If you've got enough leads, enough contacts with potential clients coming in, then when you have your initial discussions with them, your initial interactions, then you can whether they'll value your differentiation or not from the way they react when you talk to them. When you talk about what you do that's different, you can see whether they value it and then you just focus your efforts on the ones that do. That's why it's so important to have a really healthy pipeline because if your pipeline of new leads and new potential clients is restricted to just a few then you've just got to go with what's in that pipeline. You'll find yourself working with and pitching for business with people who don't value you, they don't value how you're different, they're not willing to pay extra for it and they just view you as a commodity.

The first step is to have a really healthy pipeline so you can pick and choose and focus on the people who value the way you're different. The second thing is to make sure that the client who kind of understands that differentiation is important, really sees the value of it. Just as … Whenever you're marketing and selling I'm sure you have lots of case studies, stories, examples, reference studies that show how you are different. You've got stories about the things you've done that are different, that prove your differentiation. You also need case studies, examples, stories, research that show that that differentiation is valuable. Stories about how because, and it doesn't have to be about you, how because a client chose a specialist in this particular area they got a better result. Studies that show that clients that choose a specialist, or an expert in a particular area, or whatever way you're different, get better results. You need really strong evidence that going with a specialist, or an expert, or someone who's different in this particular way, like you are, gets better results. Then you can move on to showing that you're the right expert, the right specialist, the right person with that difference to fill that slot.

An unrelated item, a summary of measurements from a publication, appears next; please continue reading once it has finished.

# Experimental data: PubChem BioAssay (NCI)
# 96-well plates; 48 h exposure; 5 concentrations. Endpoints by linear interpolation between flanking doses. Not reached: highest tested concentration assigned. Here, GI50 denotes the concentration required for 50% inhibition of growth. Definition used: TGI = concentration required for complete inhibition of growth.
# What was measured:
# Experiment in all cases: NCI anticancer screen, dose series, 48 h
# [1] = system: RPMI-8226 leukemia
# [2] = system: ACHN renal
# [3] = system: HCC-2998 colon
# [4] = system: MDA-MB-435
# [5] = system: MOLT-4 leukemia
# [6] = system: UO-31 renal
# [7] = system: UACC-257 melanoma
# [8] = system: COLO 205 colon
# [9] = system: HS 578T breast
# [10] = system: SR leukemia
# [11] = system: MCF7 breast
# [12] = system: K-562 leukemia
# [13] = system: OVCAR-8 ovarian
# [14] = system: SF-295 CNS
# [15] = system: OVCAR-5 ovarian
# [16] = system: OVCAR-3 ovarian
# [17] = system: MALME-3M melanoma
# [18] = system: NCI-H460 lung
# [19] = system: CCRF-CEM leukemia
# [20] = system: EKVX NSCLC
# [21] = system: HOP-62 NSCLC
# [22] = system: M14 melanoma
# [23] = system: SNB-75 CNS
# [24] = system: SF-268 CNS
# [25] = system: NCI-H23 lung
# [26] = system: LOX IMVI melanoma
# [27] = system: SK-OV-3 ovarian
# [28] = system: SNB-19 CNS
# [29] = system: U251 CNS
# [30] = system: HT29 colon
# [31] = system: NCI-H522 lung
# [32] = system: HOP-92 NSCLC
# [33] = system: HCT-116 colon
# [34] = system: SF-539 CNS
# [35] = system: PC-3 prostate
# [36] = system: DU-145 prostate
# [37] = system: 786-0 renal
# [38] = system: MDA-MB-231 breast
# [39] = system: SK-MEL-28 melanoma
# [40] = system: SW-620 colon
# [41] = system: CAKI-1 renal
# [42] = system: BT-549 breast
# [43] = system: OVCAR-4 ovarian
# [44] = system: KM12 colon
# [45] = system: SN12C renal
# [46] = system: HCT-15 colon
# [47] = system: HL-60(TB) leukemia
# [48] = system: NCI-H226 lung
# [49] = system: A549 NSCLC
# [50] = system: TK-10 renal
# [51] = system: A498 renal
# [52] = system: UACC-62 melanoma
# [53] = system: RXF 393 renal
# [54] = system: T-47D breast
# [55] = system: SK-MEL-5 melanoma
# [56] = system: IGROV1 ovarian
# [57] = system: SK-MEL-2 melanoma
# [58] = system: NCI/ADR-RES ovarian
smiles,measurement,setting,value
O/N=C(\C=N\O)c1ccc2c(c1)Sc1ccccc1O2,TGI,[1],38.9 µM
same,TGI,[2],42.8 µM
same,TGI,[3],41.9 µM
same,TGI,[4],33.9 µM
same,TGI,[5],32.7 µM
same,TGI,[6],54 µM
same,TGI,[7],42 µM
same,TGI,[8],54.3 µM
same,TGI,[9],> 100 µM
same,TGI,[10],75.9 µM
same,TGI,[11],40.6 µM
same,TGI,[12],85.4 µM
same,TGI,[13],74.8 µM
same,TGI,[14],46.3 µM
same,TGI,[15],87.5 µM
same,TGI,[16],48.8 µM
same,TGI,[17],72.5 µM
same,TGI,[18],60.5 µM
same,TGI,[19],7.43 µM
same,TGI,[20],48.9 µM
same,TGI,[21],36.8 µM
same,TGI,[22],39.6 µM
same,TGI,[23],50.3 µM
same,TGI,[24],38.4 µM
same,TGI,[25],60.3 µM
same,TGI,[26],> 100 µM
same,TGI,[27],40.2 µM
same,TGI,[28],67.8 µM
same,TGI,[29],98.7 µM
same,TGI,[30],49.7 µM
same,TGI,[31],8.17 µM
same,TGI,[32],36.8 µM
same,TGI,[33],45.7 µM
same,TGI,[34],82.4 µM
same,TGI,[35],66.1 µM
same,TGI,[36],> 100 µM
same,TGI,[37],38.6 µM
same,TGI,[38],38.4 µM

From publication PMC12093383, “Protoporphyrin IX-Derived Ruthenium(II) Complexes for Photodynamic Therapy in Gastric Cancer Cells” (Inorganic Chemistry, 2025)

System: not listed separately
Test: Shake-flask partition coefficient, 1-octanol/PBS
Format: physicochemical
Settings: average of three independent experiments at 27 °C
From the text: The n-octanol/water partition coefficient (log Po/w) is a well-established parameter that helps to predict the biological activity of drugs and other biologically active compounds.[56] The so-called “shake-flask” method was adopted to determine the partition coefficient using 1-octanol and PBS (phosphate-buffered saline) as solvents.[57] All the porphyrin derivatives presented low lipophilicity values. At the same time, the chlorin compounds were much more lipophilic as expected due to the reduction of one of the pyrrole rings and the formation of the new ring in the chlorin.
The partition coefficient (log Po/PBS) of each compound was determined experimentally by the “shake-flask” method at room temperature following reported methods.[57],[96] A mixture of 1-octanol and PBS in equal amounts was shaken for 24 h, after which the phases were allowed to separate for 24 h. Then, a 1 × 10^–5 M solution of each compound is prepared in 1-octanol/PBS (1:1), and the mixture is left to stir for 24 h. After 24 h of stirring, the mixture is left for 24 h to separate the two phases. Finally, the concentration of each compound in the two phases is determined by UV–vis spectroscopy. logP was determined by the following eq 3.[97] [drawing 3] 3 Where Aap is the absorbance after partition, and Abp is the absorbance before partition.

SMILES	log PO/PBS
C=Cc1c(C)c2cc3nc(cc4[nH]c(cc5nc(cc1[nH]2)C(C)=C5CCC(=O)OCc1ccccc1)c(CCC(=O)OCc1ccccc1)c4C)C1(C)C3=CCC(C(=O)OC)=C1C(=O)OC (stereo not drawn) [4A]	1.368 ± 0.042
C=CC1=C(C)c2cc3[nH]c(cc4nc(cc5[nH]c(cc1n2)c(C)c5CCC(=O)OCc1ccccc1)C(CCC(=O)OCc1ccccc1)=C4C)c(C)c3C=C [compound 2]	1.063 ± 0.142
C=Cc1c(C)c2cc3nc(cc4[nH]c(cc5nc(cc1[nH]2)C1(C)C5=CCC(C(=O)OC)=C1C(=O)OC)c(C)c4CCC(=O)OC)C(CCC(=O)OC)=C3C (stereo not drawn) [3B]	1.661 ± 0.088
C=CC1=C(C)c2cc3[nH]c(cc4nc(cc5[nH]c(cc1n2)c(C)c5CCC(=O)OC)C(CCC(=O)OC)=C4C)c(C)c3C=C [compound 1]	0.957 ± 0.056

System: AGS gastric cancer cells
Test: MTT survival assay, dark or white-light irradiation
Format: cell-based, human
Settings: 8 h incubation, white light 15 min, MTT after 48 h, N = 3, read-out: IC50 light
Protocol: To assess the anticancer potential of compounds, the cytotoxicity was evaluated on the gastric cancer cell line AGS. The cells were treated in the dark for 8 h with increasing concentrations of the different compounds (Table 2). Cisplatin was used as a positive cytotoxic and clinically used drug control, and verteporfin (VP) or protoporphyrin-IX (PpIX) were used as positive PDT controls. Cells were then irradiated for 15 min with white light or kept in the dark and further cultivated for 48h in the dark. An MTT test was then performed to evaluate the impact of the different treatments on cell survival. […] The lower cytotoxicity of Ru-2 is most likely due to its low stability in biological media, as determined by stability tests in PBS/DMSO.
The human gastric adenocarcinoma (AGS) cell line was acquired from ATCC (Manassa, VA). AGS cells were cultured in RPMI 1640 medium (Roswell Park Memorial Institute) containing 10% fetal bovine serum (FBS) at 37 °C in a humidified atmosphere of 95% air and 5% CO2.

It's kind of like a two step selling process. Step one, sell them on the idea that the differentiation is valuable. Step two, show that you're the person with that differentiation. In some ways that's a better way of selling than trying to bundle them together and convince them that you're the right person first because they're kind of skeptical because it's in your interest to show them that you're the right person. If first you start talking about whether or not they need a specialist, or an expert, or someone who's different in a particular area, irrespective of whether it's you, it kind of feels more objective and they can agree or disagree with that statement about whether they need an expert, a specialist, or someone who's different first. Then once you've established that there's kind of no going back. Then it's all just about whether you are the right person to fill that slot. Then the discussion becomes easier.

Those are the two things to do. One is have a really healthy pipeline so you can choose people who are inherently more inclined to value the ways that you're different and better. Secondly, make sure you're really communicating with people about the importance and the value of that difference, irrespective of whether that difference comes from you, but talk about the value of the difference before you talk about whether you're the right person to give that difference.

That's it for this week. See you next.

Ian Brodie

Ian Brodie

Ian Brodie teaches consultants, coaches and other professionals to attract and win the clients they need using Value-Based Marketing - an approach to marketing based around delivering value, demonstrating your capabilities and earning trust through your marketing.